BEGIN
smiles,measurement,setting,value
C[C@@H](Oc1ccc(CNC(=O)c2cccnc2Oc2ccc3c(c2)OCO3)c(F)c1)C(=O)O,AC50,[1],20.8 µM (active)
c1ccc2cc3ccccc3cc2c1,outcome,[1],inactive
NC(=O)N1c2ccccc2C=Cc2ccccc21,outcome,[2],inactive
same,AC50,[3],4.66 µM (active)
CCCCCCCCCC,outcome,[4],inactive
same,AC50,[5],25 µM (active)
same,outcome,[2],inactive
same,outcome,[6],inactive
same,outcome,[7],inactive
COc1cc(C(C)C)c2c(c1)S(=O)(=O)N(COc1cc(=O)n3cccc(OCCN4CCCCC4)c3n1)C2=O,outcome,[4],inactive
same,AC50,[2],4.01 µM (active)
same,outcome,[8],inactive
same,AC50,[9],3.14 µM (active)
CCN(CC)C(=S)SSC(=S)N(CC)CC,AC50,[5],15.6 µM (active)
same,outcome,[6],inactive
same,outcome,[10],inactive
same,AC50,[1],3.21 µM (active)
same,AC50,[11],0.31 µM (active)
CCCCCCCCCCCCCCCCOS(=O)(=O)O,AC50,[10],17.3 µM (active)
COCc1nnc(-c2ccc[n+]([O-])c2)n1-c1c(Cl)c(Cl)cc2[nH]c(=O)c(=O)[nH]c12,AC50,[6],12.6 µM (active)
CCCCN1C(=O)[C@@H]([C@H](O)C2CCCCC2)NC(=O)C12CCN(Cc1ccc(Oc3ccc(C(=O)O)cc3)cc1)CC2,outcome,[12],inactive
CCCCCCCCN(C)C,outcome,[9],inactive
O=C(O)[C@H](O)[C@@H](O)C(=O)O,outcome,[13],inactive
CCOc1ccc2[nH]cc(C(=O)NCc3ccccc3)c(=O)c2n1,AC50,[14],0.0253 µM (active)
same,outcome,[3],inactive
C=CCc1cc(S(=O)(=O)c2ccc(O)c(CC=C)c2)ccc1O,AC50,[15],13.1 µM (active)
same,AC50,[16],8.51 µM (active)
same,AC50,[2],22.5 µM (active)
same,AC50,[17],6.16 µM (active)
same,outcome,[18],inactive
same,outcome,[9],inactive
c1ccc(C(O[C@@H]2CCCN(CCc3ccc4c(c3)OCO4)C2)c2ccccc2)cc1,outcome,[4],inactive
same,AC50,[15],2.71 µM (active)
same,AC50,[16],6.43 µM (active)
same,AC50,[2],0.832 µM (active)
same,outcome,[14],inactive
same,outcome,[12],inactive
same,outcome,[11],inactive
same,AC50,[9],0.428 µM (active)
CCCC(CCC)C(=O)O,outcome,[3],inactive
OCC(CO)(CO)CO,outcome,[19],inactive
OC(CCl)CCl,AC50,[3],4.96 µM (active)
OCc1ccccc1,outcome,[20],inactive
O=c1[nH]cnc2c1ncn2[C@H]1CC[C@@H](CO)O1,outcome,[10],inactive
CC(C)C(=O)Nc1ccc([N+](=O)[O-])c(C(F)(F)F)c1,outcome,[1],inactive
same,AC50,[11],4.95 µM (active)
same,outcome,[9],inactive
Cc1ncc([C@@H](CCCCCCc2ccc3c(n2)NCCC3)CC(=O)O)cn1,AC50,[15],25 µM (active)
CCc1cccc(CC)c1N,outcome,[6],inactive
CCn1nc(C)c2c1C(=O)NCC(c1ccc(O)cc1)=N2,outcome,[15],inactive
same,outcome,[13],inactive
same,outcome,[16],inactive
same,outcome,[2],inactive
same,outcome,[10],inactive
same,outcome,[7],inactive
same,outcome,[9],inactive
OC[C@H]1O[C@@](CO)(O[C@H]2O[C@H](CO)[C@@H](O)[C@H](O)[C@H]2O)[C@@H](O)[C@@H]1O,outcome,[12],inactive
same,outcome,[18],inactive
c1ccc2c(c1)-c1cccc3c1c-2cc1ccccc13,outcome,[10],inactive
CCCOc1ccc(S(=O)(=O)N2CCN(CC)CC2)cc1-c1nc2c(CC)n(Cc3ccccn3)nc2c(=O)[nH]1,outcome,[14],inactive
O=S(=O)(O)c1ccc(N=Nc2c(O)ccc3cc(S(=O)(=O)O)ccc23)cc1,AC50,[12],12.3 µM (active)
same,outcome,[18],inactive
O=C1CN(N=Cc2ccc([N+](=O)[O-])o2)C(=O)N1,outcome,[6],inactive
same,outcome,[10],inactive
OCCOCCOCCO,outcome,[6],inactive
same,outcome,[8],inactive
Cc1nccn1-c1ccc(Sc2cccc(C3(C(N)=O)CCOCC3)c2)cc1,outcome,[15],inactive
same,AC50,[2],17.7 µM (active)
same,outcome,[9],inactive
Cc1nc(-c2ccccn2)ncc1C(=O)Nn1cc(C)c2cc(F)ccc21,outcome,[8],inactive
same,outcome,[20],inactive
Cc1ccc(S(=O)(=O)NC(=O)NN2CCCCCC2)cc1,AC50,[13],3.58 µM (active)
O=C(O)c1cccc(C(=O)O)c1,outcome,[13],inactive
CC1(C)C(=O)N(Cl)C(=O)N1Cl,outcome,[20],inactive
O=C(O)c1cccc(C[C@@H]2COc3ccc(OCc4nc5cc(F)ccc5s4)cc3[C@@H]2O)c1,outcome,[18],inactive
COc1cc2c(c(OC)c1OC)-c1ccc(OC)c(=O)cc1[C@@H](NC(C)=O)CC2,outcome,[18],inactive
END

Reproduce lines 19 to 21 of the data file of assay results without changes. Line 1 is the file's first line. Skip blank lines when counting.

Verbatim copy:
same,AC50,[11],0.31 µM (active)
CCCCCCCCCCCCCCCCOS(=O)(=O)O,AC50,[10],17.3 µM (active)
COCc1nnc(-c2ccc[n+]([O-])c2)n1-c1c(Cl)c(Cl)cc2[nH]c(=O)c(=O)[nH]c12,AC50,[6],12.6 µM (active)